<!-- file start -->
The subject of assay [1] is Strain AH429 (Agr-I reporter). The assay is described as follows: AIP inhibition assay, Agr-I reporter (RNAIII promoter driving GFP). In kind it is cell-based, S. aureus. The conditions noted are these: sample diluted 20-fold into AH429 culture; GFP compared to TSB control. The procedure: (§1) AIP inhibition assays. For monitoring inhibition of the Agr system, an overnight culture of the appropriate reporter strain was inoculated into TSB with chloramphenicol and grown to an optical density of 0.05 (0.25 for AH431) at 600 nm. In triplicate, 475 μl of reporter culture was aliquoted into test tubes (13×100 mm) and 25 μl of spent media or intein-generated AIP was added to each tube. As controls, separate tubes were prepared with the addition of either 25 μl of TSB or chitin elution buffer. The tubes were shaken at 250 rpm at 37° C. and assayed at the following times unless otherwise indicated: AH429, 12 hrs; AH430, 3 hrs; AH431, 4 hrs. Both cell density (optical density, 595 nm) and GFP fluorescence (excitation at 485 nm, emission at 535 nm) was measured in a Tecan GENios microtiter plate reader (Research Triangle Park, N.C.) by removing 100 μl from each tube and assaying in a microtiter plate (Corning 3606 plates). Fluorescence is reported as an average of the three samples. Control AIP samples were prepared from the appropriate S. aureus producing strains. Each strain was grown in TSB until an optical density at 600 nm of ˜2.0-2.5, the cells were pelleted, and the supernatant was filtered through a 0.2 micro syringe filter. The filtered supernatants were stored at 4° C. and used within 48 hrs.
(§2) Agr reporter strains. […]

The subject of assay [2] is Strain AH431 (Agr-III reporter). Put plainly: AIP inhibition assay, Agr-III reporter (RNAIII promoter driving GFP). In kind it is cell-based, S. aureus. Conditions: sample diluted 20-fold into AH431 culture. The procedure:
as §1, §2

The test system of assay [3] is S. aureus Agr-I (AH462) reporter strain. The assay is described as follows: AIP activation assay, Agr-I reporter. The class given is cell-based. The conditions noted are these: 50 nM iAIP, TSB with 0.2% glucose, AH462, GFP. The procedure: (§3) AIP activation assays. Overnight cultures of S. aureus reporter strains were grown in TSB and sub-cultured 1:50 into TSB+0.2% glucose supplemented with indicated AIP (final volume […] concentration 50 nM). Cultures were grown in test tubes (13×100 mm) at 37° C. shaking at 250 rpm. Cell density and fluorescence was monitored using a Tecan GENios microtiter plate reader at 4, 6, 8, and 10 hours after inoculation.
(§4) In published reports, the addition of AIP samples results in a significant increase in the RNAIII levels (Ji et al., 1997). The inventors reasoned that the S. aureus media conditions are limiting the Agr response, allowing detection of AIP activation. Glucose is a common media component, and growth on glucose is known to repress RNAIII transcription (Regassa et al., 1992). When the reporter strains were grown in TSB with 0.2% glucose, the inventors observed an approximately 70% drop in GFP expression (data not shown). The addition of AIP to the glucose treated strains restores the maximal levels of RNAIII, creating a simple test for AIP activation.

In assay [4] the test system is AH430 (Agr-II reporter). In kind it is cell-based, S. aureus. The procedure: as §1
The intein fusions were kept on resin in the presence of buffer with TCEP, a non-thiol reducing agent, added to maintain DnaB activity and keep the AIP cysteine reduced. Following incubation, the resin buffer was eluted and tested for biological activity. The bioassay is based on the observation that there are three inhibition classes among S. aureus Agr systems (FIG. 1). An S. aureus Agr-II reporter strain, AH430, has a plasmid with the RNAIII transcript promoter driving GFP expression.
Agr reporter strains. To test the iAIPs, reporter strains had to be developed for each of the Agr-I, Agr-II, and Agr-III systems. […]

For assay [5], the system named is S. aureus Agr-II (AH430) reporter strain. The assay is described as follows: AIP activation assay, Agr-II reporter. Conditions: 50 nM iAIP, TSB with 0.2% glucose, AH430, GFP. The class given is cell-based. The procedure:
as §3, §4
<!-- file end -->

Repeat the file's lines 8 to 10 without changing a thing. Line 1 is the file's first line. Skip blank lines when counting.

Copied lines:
The intein fusions were kept on resin in the presence of buffer with TCEP, a non-thiol reducing agent, added to maintain DnaB activity and keep the AIP cysteine reduced. Following incubation, the resin buffer was eluted and tested for biological activity. The bioassay is based on the observation that there are three inhibition classes among S. aureus Agr systems (FIG. 1). An S. aureus Agr-II reporter strain, AH430, has a plasmid with the RNAIII transcript promoter driving GFP expression.
Agr reporter strains. To test the iAIPs, reporter strains had to be developed for each of the Agr-I, Agr-II, and Agr-III systems. […]

For assay [5], the system named is S. aureus Agr-II (AH430) reporter strain. The assay is described as follows: AIP activation assay, Agr-II reporter. Conditions: 50 nM iAIP, TSB with 0.2% glucose, AH430, GFP. The class given is cell-based. The procedure: